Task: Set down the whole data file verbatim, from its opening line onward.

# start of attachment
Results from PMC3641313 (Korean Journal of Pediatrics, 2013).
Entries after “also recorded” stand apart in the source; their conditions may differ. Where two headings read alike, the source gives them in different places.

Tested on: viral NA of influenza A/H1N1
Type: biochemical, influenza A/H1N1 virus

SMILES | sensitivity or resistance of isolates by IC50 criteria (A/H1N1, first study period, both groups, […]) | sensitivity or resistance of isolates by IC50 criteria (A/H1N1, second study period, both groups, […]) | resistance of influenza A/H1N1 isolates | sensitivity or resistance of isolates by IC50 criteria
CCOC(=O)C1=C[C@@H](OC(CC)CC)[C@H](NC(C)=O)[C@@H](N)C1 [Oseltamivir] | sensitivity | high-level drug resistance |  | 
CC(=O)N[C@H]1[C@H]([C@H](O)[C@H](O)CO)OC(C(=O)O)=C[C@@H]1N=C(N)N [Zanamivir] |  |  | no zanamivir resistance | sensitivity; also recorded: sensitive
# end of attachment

Results from PMC3641313 (Korean Journal of Pediatrics, 2013).
Entries after “also recorded” stand apart in the source; their conditions may differ. Where two headings read alike, the source gives them in different places.

Tested on: viral NA of influenza A/H1N1
Type: biochemical, influenza A/H1N1 virus

SMILES | sensitivity or resistance of isolates by IC50 criteria (A/H1N1, first study period, both groups, […]) | sensitivity or resistance of isolates by IC50 criteria (A/H1N1, second study period, both groups, […]) | resistance of influenza A/H1N1 isolates | sensitivity or resistance of isolates by IC50 criteria
CCOC(=O)C1=C[C@@H](OC(CC)CC)[C@H](NC(C)=O)[C@@H](N)C1 [Oseltamivir] | sensitivity | high-level drug resistance |  | 
CC(=O)N[C@H]1[C@H]([C@H](O)[C@H](O)CO)OC(C(=O)O)=C[C@@H]1N=C(N)N [Zanamivir] |  |  | no zanamivir resistance | sensitivity; also recorded: sensitive